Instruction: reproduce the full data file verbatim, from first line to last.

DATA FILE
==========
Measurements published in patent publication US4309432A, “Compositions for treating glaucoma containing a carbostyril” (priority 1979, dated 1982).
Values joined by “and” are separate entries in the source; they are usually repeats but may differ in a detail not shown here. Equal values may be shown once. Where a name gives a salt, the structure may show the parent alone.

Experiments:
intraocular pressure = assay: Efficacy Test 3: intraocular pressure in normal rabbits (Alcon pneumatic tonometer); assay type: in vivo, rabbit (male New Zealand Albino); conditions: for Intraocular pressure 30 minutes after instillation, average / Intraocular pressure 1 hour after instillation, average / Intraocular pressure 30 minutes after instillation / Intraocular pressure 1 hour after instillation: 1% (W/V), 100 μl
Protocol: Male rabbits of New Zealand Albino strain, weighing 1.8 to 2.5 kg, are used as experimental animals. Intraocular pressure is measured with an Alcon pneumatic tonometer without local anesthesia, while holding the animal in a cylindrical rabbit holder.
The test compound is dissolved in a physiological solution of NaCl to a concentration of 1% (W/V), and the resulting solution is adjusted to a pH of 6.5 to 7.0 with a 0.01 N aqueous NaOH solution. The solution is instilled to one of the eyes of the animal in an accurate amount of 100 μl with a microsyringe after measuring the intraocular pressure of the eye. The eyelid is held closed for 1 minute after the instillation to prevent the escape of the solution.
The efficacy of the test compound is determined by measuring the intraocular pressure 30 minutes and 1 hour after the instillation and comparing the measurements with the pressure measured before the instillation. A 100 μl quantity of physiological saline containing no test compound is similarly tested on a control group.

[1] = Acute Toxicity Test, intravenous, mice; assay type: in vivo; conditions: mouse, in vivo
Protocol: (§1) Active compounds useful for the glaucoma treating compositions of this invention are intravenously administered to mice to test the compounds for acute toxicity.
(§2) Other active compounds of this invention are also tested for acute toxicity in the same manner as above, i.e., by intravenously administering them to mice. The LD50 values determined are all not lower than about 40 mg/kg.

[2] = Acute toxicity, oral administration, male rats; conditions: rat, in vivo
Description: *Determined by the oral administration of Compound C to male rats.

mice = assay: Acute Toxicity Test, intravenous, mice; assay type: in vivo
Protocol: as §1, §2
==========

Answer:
Measurements published in patent publication US4309432A, “Compositions for treating glaucoma containing a carbostyril” (priority 1979, dated 1982).
Values joined by “and” are separate entries in the source; they are usually repeats but may differ in a detail not shown here. Equal values may be shown once. Where a name gives a salt, the structure may show the parent alone.

Experiments:
intraocular pressure = assay: Efficacy Test 3: intraocular pressure in normal rabbits (Alcon pneumatic tonometer); assay type: in vivo, rabbit (male New Zealand Albino); conditions: for Intraocular pressure 30 minutes after instillation, average / Intraocular pressure 1 hour after instillation, average / Intraocular pressure 30 minutes after instillation / Intraocular pressure 1 hour after instillation: 1% (W/V), 100 μl
Protocol: Male rabbits of New Zealand Albino strain, weighing 1.8 to 2.5 kg, are used as experimental animals. Intraocular pressure is measured with an Alcon pneumatic tonometer without local anesthesia, while holding the animal in a cylindrical rabbit holder.
The test compound is dissolved in a physiological solution of NaCl to a concentration of 1% (W/V), and the resulting solution is adjusted to a pH of 6.5 to 7.0 with a 0.01 N aqueous NaOH solution. The solution is instilled to one of the eyes of the animal in an accurate amount of 100 μl with a microsyringe after measuring the intraocular pressure of the eye. The eyelid is held closed for 1 minute after the instillation to prevent the escape of the solution.
The efficacy of the test compound is determined by measuring the intraocular pressure 30 minutes and 1 hour after the instillation and comparing the measurements with the pressure measured before the instillation. A 100 μl quantity of physiological saline containing no test compound is similarly tested on a control group.

[1] = Acute Toxicity Test, intravenous, mice; assay type: in vivo; conditions: mouse, in vivo
Protocol: (§1) Active compounds useful for the glaucoma treating compositions of this invention are intravenously administered to mice to test the compounds for acute toxicity.
(§2) Other active compounds of this invention are also tested for acute toxicity in the same manner as above, i.e., by intravenously administering them to mice. The LD50 values determined are all not lower than about 40 mg/kg.

[2] = Acute toxicity, oral administration, male rats; conditions: rat, in vivo
Description: *Determined by the oral administration of Compound C to male rats.

mice = assay: Acute Toxicity Test, intravenous, mice; assay type: in vivo
Protocol: as §1, §2